Unfortunate when I try and save that data as a .csv file I just get a stream of zeros. There was some message about not being an int value (integer). Need to look at that. Not sure if it is the way the data is transported, or read 'back at the Office'. Just surprised I have got this far without serious upset (writing things down does help).

    I lost a day re-writing my CC reading script, was pretty easy once I had finished (dumb mistake not defining it). But now it just logs what I want rather than everything spewing out the CC.
    Out of interest, and to save me having a go on something working, can I use 'or' in an if statement. Something like:

    If == 100 or 200 or 300

    Where would I put the :
    After every condition or just at the end?

    Off to bed now, not a real programmer, can't live off Red Bull and Pizza.

    Thanks for all your help and suggestion.
    • CommentAuthorcjard
    • CommentTimeJan 21st 2015
    It the data looks right when you print it to the console then it won't be a transport issue. Consider looking for a library that makes csv files, there are some wheels not worth reinventing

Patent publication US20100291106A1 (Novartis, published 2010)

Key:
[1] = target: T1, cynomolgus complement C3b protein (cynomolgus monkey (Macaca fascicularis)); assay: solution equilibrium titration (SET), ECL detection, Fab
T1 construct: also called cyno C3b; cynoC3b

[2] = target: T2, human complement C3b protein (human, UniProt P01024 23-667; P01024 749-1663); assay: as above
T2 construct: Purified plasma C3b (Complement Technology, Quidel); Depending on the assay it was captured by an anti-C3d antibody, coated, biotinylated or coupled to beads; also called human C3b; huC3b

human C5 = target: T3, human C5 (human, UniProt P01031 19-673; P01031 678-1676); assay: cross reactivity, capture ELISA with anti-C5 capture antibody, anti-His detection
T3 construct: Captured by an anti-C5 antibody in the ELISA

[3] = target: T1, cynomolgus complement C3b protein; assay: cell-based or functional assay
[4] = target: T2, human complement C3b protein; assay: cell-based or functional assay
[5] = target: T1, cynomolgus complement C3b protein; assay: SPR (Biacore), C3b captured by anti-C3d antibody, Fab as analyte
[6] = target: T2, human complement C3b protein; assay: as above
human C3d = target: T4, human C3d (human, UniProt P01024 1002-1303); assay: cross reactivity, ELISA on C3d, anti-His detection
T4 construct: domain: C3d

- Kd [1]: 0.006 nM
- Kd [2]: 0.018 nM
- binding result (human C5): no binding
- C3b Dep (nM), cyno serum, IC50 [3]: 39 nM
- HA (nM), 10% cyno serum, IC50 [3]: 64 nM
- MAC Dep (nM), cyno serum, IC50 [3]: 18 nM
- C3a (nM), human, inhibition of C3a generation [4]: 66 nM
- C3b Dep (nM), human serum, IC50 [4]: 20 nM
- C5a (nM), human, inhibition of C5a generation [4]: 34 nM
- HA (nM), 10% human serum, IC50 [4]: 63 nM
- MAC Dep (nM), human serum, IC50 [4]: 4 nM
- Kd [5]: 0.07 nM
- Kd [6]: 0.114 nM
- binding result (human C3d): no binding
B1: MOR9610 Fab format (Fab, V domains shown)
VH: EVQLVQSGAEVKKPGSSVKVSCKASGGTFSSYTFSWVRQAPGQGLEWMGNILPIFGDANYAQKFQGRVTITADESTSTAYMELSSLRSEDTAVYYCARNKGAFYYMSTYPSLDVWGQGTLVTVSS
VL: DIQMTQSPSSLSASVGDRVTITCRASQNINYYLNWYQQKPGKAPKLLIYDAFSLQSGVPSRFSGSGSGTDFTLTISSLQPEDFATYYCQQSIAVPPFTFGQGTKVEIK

I'm no python expert but typically programming languages don't work like that. It's a very human thing to remember the left hand operand ( i ) and then look at everything to the right of the operator as the other operand. The computer just sees it as a bunch of operators ( = + * > or and so on) and on either side the two operators. As a result the computer sees if i == 1 or 2 or 3 as

    If ( i == 1 ) or ( 2 or 3)

    Whether it can resolve (2or3) to true depends on the language. In some it fails. In some it may become either a 2 or a 0, which may then be true or false depending on how it sees numbers and booleans. In some it may work, though the coding community would generally avoid those languages

    Your options for doing thus are varied. I'd choose the simplest:

    If k == 1 or k==2 or k==3 :

    The colon goes at the end of the line